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dc.contributor.authorSeedat, S.
dc.contributor.authorStein, D.J.
dc.identifier.citationSeedat S, Stein DJ. Hoarding in obsessive-compulsive disorder and related disorders: A preliminary report of 15 cases. Psychiatry and clinical neurosciences (Carlton Print)en_US
dc.description.abstractHoarding, the repetitive collection of excessive quantities of poorly useable items of little or no value with failure to discard these items over time, is characterized in DSM-IV as a symptom of obsessive-compulsive disorder (OCD) and obsessive-compulsive personality disorder (OCPD) but has, until recently, received scant empirical investigation. We describe the demographics, phenomenology, associated psychopathology and family history in 15 subjects presenting with hoarding behavior. Fifteen subjects were recruited from an OCD clinic and newspaper advertisement and assessed with the comprehensive Structured Clinical Interview for DSM-IV (SCID I and II), the Yale-Brown Obsessive Compulsive Scale (Y-BOCS), and a hoarding questionnaire (devised by the authors). The sample comprised 11 women and four men who hoarded a mean of seven item types, with a mean duration of 13.2 +/- 3.9 years (range 2-15 years). Their mean age was 41.8 +/- 14.3 years (range 20-65 years). The most common motive for hoarding was the fear of discarding items of practical value. Nine subjects met DSM-IV criteria for OCD, 9 met criteria for OCPD, for symptoms and behaviors other than hoarding, while six subjects met criteria for a putative OCD spectrum disorder (Tourette's, body dysmorphic disorder, trichotillomania). Six subjects reported little or no control over their hoarding, but only one subject saw her symptoms as an 'illness' warranting treatment. Pathological hoarding is usually a covert and chronic behavior causing distress and/or impairment, and may be related to OCD and OCPD. Hoarding may meet the criterion for a compulsion in DSM-IV, yet there is evidence to suggest that hoarding may manifest in a variety of other psychiatric conditions. While a range of pharmacologic and behavioral treatments have been tried, their effectiveness in managing hoarding behaviors requires additional research.en_US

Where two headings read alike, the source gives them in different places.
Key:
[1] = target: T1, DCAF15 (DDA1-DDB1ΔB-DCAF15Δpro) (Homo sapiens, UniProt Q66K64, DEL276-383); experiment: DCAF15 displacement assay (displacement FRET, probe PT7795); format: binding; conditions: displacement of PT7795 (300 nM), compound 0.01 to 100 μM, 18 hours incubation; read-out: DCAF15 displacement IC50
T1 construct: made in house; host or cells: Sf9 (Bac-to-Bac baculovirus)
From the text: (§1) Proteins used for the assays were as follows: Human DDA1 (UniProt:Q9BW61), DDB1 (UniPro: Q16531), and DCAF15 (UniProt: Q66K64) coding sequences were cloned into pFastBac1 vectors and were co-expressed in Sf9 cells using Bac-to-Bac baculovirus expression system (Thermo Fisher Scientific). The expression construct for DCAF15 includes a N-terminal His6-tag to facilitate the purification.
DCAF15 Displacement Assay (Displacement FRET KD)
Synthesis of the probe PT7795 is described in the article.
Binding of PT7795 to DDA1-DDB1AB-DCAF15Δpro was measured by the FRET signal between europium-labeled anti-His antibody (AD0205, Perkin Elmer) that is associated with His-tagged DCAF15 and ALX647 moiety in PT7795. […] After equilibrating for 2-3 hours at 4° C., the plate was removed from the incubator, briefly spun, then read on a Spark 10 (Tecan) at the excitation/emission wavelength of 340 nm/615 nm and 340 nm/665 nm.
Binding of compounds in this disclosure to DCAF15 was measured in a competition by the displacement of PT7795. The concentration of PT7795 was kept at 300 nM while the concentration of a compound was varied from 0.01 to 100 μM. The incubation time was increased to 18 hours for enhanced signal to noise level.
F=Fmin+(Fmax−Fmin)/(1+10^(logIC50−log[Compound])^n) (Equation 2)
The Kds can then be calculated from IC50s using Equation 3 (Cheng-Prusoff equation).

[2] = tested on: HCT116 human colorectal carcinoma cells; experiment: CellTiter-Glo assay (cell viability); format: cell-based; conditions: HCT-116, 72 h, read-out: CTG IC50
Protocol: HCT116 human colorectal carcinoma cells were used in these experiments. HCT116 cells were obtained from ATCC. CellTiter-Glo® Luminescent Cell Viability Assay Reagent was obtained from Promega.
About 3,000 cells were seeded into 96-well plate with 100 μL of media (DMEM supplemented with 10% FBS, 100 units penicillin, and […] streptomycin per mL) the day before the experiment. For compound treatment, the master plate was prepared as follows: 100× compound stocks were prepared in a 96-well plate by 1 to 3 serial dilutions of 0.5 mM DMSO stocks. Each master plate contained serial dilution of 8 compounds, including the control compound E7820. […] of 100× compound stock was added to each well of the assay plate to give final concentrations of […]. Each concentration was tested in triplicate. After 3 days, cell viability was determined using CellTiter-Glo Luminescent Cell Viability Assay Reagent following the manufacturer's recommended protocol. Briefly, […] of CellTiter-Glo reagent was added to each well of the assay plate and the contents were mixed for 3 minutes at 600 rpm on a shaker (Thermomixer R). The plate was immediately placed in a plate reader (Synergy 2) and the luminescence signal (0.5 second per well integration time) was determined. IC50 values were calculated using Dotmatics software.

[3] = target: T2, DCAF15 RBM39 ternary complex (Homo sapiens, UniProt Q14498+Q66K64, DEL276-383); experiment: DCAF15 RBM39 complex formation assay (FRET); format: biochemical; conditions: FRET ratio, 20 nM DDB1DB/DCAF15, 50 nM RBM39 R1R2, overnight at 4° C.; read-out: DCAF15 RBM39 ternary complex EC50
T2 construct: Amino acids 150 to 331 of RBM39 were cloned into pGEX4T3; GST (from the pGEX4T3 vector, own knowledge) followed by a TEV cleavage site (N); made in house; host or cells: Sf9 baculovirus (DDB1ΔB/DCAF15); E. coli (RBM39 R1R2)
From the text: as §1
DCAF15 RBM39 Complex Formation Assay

dc.description.sponsorshipThis work is supported by the Medical Research Council Unit on Anxiety and Stress Disorders(South Africa).en_US
dc.relation.url .en_US
dc.rightsAttribution 3.0 United States*
dc.subjectobsessive-compulsive disorder,en_US
dc.titleHoarding in obsessive-compulsive disorder and related disorders: a preliminary report of 15 casesen_US
dc.contributor.departmentMedical Research Council Unit on Anxiety and Stress Disorders, Department of Psychiatry, University of Stellenbosch, Cape Town, South Africa.en_US
dc.identifier.journalPsychiatry and Clinical Neurosciencesen_US
dc.research.unitRisk & Resilience in Mental Disordersen_US

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Attribution 3.0 United States
Except where otherwise noted, this item's license is described as Attribution 3.0 United States